And now the police had smashed down his front door first thing in the morning. Not a good sign.
And then another police vehicle arrived. He wore a dark grey jumpsuit and carried a large black box. The four that had preceded him came out and walked around and looked at this and that in an unhurried way.
We had a beautiful day more often than not around those parts. Nearly every bloody day, a warm honey sun slid over the horizon and through the trees, across my verandah and through the curtains and pooled on the floor at the foot of my bed.
That morning I was sitting on the verandah watching the scene across the road.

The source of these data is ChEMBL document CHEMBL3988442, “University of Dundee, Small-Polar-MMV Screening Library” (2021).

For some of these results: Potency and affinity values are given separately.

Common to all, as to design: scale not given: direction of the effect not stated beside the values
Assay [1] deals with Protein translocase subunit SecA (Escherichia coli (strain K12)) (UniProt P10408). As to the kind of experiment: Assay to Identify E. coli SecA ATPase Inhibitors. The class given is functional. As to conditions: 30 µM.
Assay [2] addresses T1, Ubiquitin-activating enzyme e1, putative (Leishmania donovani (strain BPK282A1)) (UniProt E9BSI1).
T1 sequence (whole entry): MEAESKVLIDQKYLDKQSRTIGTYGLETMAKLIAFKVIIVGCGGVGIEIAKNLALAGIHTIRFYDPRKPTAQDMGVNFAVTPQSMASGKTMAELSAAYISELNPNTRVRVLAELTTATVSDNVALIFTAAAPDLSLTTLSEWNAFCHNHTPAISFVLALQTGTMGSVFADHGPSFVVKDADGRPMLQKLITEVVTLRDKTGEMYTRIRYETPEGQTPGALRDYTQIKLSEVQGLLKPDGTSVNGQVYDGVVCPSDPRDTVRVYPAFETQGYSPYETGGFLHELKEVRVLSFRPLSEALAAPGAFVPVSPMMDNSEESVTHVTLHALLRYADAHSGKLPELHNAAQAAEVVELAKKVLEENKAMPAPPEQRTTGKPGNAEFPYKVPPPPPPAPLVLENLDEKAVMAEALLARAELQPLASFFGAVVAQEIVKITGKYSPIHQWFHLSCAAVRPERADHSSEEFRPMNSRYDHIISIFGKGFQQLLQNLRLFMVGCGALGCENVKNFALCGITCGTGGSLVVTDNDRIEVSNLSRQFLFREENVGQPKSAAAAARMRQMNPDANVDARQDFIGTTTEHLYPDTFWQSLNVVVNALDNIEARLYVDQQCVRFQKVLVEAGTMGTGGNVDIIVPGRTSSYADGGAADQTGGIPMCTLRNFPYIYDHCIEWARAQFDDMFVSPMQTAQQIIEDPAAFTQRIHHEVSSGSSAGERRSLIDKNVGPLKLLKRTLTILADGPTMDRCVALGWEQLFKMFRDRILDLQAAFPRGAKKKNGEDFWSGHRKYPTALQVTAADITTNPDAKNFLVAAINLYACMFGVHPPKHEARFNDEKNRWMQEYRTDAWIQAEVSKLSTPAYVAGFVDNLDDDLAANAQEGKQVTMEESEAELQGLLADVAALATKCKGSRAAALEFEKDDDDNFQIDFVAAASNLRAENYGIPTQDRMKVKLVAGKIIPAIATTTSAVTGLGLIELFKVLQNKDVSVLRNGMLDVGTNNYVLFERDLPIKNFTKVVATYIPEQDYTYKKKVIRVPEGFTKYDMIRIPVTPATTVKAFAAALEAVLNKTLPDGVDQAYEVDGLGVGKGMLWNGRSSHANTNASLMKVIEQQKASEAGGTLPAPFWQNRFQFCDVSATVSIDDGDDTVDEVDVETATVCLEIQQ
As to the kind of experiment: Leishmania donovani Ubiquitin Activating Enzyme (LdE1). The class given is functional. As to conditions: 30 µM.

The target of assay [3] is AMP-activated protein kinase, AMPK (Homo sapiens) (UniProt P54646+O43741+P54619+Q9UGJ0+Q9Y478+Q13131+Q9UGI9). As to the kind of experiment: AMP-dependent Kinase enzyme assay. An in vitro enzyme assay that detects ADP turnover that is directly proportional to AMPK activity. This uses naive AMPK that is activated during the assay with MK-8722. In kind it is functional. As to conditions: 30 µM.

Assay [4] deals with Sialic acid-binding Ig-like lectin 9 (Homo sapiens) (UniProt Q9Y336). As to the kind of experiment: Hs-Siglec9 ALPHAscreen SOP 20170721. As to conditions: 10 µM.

It surprised me that instead of an ambulance, a large black bus with no windows rolled smoothly up the road and slowly backed into the driveway.
The undertakers immaculate vehicle glided to a stop and both alighted. Both dressed in black suits, they moved exactly.
There was none of that hideous beep-beep-beep as they'd reversed, I'd noticed. I wondered if they got a special exemption for that. Come to think about it, that sound would be wholly awful at the church. At the grave side. Pretty much any where. Or had they modified their vehicle and if the police noticed, just let them be? Had anyone ever been run over by a reversing undertaker? An observer had time to think about this, while there was nothing else to see.
The first in an occasional series….to be continued between NaNoWriMo 2016 installments.